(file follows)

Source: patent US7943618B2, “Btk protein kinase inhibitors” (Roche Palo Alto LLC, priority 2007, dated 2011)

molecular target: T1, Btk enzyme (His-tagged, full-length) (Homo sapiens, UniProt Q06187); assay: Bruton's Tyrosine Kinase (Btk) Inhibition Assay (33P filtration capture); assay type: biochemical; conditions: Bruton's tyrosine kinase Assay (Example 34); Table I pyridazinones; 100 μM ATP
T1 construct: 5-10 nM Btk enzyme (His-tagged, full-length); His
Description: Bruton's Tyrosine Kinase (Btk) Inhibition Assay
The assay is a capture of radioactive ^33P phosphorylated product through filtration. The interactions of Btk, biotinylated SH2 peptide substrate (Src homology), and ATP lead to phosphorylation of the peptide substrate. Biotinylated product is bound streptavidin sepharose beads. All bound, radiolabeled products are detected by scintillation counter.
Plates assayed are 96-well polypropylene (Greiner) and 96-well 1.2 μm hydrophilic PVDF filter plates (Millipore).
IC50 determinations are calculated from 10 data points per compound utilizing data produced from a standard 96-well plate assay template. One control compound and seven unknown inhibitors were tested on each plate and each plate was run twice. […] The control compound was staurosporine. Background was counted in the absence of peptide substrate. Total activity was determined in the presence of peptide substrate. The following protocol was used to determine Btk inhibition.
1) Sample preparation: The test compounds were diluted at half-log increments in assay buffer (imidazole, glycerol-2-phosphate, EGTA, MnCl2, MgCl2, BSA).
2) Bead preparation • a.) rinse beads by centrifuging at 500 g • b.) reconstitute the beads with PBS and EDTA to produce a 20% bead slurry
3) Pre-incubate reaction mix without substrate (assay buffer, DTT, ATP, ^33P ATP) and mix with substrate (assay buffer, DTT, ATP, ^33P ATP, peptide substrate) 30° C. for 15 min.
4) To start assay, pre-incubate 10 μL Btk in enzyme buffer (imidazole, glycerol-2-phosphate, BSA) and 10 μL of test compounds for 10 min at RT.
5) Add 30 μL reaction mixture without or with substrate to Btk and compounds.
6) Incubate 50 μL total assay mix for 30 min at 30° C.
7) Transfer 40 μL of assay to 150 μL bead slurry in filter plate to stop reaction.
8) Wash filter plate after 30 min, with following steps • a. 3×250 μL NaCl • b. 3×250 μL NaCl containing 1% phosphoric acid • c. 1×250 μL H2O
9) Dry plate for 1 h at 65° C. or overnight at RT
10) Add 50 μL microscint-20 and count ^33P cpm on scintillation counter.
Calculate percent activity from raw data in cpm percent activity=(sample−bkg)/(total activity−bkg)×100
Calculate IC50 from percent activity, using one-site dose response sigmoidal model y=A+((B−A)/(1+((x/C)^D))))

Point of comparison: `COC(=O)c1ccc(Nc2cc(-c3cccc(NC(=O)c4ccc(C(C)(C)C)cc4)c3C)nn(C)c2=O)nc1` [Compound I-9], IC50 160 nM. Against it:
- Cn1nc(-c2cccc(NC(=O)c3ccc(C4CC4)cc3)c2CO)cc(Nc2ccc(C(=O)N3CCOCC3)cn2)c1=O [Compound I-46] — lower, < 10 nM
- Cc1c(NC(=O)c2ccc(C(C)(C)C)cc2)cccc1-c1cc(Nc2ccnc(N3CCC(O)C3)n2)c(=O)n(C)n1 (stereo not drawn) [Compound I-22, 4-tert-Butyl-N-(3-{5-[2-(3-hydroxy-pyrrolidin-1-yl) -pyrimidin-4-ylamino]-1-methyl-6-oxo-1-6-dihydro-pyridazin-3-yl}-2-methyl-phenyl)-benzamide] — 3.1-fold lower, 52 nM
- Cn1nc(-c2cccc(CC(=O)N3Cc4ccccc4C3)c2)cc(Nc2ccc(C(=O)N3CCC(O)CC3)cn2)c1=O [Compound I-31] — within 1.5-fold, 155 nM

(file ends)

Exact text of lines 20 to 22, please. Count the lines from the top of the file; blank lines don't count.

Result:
Point of comparison: `COC(=O)c1ccc(Nc2cc(-c3cccc(NC(=O)c4ccc(C(C)(C)C)cc4)c3C)nn(C)c2=O)nc1` [Compound I-9], IC50 160 nM. Against it:
- Cn1nc(-c2cccc(NC(=O)c3ccc(C4CC4)cc3)c2CO)cc(Nc2ccc(C(=O)N3CCOCC3)cn2)c1=O [Compound I-46] — lower, < 10 nM
- Cc1c(NC(=O)c2ccc(C(C)(C)C)cc2)cccc1-c1cc(Nc2ccnc(N3CCC(O)C3)n2)c(=O)n(C)n1 (stereo not drawn) [Compound I-22, 4-tert-Butyl-N-(3-{5-[2-(3-hydroxy-pyrrolidin-1-yl) -pyrimidin-4-ylamino]-1-methyl-6-oxo-1-6-dihydro-pyridazin-3-yl}-2-methyl-phenyl)-benzamide] — 3.1-fold lower, 52 nM